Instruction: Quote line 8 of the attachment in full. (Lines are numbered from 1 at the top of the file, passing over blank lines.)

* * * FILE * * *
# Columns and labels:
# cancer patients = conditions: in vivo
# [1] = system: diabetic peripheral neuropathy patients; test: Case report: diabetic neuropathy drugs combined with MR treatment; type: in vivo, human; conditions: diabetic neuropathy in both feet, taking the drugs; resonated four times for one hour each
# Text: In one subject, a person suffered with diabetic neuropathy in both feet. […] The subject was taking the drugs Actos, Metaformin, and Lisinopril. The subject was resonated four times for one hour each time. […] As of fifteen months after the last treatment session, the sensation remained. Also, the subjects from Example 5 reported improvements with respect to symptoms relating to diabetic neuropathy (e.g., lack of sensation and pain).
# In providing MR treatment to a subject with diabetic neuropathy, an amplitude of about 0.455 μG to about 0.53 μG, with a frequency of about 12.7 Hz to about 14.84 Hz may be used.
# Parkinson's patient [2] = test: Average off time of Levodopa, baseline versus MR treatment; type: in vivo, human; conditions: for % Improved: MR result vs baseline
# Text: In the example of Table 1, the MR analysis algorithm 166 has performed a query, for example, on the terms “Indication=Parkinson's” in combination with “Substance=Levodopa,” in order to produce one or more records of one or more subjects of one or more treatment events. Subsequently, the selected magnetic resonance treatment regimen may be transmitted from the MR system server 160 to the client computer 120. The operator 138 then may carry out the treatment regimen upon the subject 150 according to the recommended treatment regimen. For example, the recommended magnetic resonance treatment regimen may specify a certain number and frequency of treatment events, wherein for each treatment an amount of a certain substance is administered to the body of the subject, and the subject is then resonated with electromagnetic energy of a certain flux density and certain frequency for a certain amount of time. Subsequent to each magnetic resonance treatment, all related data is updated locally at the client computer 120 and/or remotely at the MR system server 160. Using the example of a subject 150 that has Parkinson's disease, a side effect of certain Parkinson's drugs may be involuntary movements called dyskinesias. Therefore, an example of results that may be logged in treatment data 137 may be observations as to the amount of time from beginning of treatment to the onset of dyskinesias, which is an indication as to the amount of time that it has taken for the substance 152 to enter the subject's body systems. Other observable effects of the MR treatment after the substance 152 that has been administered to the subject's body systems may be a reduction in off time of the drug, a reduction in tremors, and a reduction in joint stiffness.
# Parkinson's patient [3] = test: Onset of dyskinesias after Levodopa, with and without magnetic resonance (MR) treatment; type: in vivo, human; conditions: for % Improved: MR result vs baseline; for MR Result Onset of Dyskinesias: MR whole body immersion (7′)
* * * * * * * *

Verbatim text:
# Parkinson's patient [3] = test: Onset of dyskinesias after Levodopa, with and without magnetic resonance (MR) treatment; type: in vivo, human; conditions: for % Improved: MR result vs baseline; for MR Result Onset of Dyskinesias: MR whole body immersion (7′)